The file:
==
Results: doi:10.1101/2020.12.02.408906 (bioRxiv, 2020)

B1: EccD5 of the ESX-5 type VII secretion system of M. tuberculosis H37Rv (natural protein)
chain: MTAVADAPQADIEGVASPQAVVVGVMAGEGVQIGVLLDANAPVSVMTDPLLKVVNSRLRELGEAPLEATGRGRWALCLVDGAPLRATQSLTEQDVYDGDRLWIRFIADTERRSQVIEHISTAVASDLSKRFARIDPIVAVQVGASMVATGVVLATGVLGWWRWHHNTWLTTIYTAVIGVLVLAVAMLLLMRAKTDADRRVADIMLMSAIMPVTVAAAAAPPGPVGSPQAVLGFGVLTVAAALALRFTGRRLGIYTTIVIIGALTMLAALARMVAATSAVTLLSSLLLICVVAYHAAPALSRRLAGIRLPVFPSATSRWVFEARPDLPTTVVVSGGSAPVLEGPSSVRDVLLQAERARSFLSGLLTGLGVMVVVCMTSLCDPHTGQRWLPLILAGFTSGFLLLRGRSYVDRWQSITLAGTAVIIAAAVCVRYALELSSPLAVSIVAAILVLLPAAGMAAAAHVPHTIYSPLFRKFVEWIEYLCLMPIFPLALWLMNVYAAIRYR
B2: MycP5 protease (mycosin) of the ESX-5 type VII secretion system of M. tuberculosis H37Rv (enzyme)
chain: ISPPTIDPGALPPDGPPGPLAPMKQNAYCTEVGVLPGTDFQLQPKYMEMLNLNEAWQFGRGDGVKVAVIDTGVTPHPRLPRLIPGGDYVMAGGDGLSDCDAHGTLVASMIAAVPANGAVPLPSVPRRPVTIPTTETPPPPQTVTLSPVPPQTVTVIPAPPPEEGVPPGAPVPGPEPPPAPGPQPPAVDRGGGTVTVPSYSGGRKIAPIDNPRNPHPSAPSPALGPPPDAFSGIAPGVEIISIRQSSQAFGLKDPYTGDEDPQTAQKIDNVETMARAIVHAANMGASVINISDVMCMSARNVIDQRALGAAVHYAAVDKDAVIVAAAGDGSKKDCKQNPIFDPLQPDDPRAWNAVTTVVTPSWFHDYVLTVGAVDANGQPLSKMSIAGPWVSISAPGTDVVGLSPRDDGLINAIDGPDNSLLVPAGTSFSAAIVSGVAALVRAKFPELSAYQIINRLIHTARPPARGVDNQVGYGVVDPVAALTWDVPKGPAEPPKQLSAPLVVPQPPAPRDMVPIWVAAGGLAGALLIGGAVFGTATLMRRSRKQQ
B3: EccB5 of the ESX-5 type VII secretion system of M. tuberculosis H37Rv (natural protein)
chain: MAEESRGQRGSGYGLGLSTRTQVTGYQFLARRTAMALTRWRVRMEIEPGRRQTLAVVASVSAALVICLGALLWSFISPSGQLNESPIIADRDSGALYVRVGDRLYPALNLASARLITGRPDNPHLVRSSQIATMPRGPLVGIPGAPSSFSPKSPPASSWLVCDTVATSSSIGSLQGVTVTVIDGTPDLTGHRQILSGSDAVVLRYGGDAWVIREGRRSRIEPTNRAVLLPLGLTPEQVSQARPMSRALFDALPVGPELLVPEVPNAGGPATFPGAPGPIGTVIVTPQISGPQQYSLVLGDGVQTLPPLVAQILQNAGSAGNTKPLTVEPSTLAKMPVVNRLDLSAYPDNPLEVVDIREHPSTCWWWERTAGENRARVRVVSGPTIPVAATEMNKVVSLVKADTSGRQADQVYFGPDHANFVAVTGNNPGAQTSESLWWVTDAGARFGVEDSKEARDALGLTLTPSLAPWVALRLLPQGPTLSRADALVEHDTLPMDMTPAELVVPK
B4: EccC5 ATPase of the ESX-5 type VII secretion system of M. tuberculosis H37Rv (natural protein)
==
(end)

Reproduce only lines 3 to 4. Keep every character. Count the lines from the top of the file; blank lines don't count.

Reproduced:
chain: MTAVADAPQADIEGVASPQAVVVGVMAGEGVQIGVLLDANAPVSVMTDPLLKVVNSRLRELGEAPLEATGRGRWALCLVDGAPLRATQSLTEQDVYDGDRLWIRFIADTERRSQVIEHISTAVASDLSKRFARIDPIVAVQVGASMVATGVVLATGVLGWWRWHHNTWLTTIYTAVIGVLVLAVAMLLLMRAKTDADRRVADIMLMSAIMPVTVAAAAAPPGPVGSPQAVLGFGVLTVAAALALRFTGRRLGIYTTIVIIGALTMLAALARMVAATSAVTLLSSLLLICVVAYHAAPALSRRLAGIRLPVFPSATSRWVFEARPDLPTTVVVSGGSAPVLEGPSSVRDVLLQAERARSFLSGLLTGLGVMVVVCMTSLCDPHTGQRWLPLILAGFTSGFLLLRGRSYVDRWQSITLAGTAVIIAAAVCVRYALELSSPLAVSIVAAILVLLPAAGMAAAAHVPHTIYSPLFRKFVEWIEYLCLMPIFPLALWLMNVYAAIRYR
B2: MycP5 protease (mycosin) of the ESX-5 type VII secretion system of M. tuberculosis H37Rv (enzyme)